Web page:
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Inception movie ending: The most puzzled movie of all time

The mystery of Inception ending still continues, but here are some details that will help to solve it.


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Inception movie


Director: Christopher Nolan
Writer: Christopher Nolan

Cast:

Leonardo Dicaprio- Cobb
Joseph Gordon- Arthur
Ellen Page- Ariadne
Tom Hardy- Eames
Watanabe-  Saito
Dileep- Yusuf
Cillian Murphy- Robert

Plot:


Dom Cobb is found unconscious lying on the seashore. He sees flashes of his two kids. He is brought an old Japanese man probably someone very powerful. He sees the totem and tells him, I have seen this long ago in someone's dream.

Next scene Dom along with his partner Arthur is searching for some confidential report in Mr Saito's mind, a powerful man of Japan. But Mr Saito looks professional and didn't let go of the secrets even when he was made to go inside a dream of a dream. Cobb is married man and we can see her wife in dream helping Mr Saito. Dom is actually having a bounty on his head and he couldn't meet his children back in U.S. He tells his children, mom is not going to come back. Meanwhile, the architect, who makes setup in the dream is caught by Mr Saito and he reveals everything about Cobb and Arthur, which leads him to catch both of them when they were trying to go low for some time as they failed the mission.

 Now Mr Saito wants to plant some idea into his dying competitor's heir, the reverse of what Cobb do by stealing secrets from people's mind. In search of a good architect as Cobb himself is he goes to his father. But he suggests him someone better,Aridane a girl currently studying architect. Cobb has to make a team in order to do succeed in Saito's plan. Eames(forger) and Yusuf(chemist) is hired for this purpose.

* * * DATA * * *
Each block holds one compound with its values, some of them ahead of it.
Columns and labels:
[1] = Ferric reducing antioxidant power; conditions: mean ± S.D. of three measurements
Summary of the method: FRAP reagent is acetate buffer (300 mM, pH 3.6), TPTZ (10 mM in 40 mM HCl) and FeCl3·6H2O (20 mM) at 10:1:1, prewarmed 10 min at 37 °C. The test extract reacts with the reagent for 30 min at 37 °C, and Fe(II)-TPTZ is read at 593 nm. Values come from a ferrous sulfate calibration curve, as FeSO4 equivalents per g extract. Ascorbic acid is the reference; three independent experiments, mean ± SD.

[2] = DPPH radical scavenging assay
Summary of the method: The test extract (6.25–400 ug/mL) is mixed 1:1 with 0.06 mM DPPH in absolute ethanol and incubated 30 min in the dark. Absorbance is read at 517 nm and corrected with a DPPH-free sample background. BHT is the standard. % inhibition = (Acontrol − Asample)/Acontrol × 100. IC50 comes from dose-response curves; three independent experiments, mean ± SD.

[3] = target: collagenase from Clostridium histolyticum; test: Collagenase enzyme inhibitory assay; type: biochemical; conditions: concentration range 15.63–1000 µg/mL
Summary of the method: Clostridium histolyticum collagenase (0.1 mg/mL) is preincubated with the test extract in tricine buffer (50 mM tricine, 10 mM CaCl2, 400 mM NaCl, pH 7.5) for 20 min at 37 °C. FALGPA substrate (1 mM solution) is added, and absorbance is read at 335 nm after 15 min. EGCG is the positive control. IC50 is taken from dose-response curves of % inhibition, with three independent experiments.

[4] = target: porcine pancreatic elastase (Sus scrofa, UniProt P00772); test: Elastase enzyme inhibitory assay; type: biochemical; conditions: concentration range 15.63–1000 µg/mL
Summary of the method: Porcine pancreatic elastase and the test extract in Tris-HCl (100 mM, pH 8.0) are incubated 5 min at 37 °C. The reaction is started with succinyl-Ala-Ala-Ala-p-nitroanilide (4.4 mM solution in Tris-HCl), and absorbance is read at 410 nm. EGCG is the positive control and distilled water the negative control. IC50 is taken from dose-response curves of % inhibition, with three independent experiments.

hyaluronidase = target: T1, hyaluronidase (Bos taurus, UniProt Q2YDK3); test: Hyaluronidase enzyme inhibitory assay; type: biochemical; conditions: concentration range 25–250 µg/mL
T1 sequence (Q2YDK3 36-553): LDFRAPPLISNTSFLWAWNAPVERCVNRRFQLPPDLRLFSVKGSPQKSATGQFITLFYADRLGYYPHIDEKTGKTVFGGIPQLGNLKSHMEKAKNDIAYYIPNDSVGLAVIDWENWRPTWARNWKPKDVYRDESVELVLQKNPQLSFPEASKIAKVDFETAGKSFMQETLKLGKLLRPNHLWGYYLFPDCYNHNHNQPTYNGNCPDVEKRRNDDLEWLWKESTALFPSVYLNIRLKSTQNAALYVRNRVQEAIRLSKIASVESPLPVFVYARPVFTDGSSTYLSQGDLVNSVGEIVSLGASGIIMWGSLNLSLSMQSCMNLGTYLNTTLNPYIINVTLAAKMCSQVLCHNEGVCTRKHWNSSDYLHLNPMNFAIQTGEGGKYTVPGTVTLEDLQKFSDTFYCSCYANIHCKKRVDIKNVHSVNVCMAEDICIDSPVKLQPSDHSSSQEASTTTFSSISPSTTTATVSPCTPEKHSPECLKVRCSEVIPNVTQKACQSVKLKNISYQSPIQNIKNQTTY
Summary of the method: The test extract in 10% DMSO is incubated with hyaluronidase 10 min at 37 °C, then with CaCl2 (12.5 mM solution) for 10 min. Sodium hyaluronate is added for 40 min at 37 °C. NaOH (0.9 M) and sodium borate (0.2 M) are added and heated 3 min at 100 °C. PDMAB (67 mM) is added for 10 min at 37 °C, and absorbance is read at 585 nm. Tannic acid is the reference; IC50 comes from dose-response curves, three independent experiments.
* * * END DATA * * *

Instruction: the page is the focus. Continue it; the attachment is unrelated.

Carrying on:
The final task starts of planting an idea, which leads to disclose some secrets of Cobb, high octane action and a lot of drama. The plan succeeds and Cobb is back to his children. He spins the top to check if it was real and soon the black screen appears and leaves a big question mark on audience head. Is it a dream or a reality?
Available on: www.netflix.com

The Ending of 'Inception' explained

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Totem (top)

The crux of the ending is that Cobb doesn’t stick around to watch the top spin because he does not actually care if it falls or not. He’s home and reunited with his children, exactly where he wants to be, and he’s not about to go anywhere, no matter what the totem has to say about the situation.

so the answer to the question does the top fall? Yes, it does. It was not a dream, here are some points that would make you believe.

  • The spinning top isn't Cobb's totem: The totem was of Mal, Cobb's wife and as said in the movie, someone's personal totem cannot be adopted by other, not even their spouse. 
  • Cobb's real totem was his wedding ring: Cobb is seen wearing his wedding ring when he’s in a dream, and when he’s in the real world, the ring is gone. Fans have then wondered if the ring was Cobb’s original totem, one that he hasn’t used since Mal’s death as he started using hers. This idea is supported by the ring is an object that could have had very specific characteristics (weight, shape, etc) and it would have certainly been one that only Cobb would touch. What’s interesting about this theory is that, even if the ring wasn’t Cobb’s real totem, this detail helps give more clarity to the ending, as he’s not wearing it in the final scenes, further supporting that he wasn’t dreaming and did reunite with his children – something that Michael Caine had already talked about, saying that his character never appeared in dreams, and he shows up at the end.